Stephen Magsig:: Working with the small paintings has been a lot of fun and a real learning experience. After doing 600 paintings, if you are working hard, thinking and learning you will be a much better painter.
I look often at Julian Merrow-Smith's Postcard from Provence paintings, and he just keeps getting better with every one. It is also a way to reach an audience from all over the World that would not be able to see your work another way. I have also had the privilege of meeting great artist;s from all over the world.
As to the larger works the smaller ones have helped me mostly in composition and in arranging the masses in a painting. How to know what to leave in and what to change or leave out, what to simplify. It has made the larger works stronger, abet a few less each year, which I think is a good thing. I don't want to flood the market with larger works, I do about 18-24 larger works a year which I think is about right for me.
Prince Street Reflections, 2009 oil on linen, 30x24in
In The Real Art World:Tell me about your working process, how an idea becomes a finished painting?
Stephen Magsig:: After deciding on an image to paint. I print out the image in proportion to the canvas size I will use. I use a large proportional grid on the printed image and on the canvas. This is a way for me to keep things in proportion and straight as I have a astigmatism, and everything would lean to the left without vertical guide lines. I do my drawing with thin paint and a brush rather than with a pencil. On larger works I will under paint the masses while drawing. I work from dark to light. The small painting are done in one setting, I like painting wet into wet. I can control edges more that way. On the larger works I try to do certain color sections in one setting just like the smaller works, so I can control the paint without having to overpaint. I feel this keeps the paintings fresh and not overworked. Working on each section until I am happy. I will mix up a very large range of colors for what I am painting at that setting. A range of colors from warm to cool and then each of these light to dark and added reflective colors in the same value. This allows me to put more color into an area without having to mix. I can also intermix this palette and the colors stay harmonious. I can also have more freedom to use warm and cool colors within a certain value to give an area more life or color perspective. On a typical larger painting I will work on the shadow areas of a section first and then add the sunlit areas and then add the highlights. Working on each area until all is complete. I then finish off the painting making any color correction or perspective changes and finally adding the last few highlights.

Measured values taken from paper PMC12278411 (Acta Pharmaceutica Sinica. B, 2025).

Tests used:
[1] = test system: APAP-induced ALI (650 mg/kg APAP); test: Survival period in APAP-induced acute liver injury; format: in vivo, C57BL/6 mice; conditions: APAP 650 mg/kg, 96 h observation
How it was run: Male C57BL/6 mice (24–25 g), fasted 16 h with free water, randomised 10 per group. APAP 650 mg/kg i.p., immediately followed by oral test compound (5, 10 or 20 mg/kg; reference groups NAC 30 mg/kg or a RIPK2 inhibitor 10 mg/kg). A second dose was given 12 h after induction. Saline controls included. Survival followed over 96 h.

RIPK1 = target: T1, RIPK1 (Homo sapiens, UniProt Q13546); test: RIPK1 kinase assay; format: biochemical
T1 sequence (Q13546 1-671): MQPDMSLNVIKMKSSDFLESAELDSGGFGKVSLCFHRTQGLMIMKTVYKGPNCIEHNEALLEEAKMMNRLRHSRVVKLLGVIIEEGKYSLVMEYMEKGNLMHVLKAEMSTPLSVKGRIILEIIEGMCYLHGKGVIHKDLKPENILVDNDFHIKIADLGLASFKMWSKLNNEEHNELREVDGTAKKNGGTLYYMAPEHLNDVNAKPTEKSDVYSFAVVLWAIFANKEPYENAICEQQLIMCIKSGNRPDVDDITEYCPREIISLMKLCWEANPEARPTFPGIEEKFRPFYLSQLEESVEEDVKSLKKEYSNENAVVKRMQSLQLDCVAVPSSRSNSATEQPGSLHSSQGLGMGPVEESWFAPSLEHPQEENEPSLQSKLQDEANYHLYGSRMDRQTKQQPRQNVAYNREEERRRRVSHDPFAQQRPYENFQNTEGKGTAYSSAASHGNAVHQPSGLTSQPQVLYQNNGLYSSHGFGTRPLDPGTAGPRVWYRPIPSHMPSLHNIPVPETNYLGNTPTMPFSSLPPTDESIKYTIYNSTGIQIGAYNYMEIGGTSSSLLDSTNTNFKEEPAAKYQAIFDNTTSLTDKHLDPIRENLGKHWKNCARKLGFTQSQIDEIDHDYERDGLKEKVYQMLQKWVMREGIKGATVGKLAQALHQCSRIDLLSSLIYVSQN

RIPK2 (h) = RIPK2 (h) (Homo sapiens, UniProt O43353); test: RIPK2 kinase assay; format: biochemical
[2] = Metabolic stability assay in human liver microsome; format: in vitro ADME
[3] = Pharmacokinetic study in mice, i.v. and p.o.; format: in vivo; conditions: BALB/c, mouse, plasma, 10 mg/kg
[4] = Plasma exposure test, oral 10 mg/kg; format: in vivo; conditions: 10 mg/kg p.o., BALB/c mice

I do work from a computer screen and from the printed image. I use the printed image to do the drawing and refer to the screen for color and detail. The screen is near my painting and I use it as a tool for gathering information and color.
White Street, 2009, oil on canvas, 42x36in
In The Real Art World: Who are the artists that at the moment you are looking at, or find their work resonates for you?
Stephen Magsig:: There are so many it is hard to single out a few, I really like all GOOD artwork regardless of subject or style.
I really like Alyssa Monks work as she is a great painter. Her brush work and color is incredible. Ben Aronson, Martha Armstrong, Joan Mitchell, Jeremy Lipking, Francis Livingston. are a few I like.
Also I am always looking at Hopper, Fairfield Porter, Bonnard, Matisse, Whistler, Diebenkorn, Ralph Wickiser, Eric Fischl, Robert Ryman, Edwin Dickenson, Rackstraw Downes, and Bob Thompson among others.
With the daily painters I am always learning from Julian Merrow-Smith's and Don Gray's work. I also like Pierre Raby, Edward B. Gordon, Sheila Vaughan and Regis Pettinari.
164 Red, oil on canvas, 24 x 20", 2007
In The Real Art World: I'm always curious of which colors make up the palette used by the artist, can you list them for me?
Stephen Magsig:: I really like Williamsburg paints, favorite colors: Indigo, Titanium White, Unbleached Titanium, Raw Umber, Naples Yellow, Persian Rose, Provence Violet Bluish, Cobalt Blue, Cadmium-Green, Yellow & Red, Mars Yellow, Black, and Orange.
Wooster and Grand, 2009, oil on canvas, 62x48in
In The Real Art World: Finally, what's next?
Stephen Magsig:: I will continue with the small paintings. I have two shows I am working towards in 2010, a Spring show of Industrial paintings at the David Klein Gallery in Birmingham, MI and Architectural Realism, a three person Museum show in the fall of 2010 at The Washington County Museum of Fine Art in MD.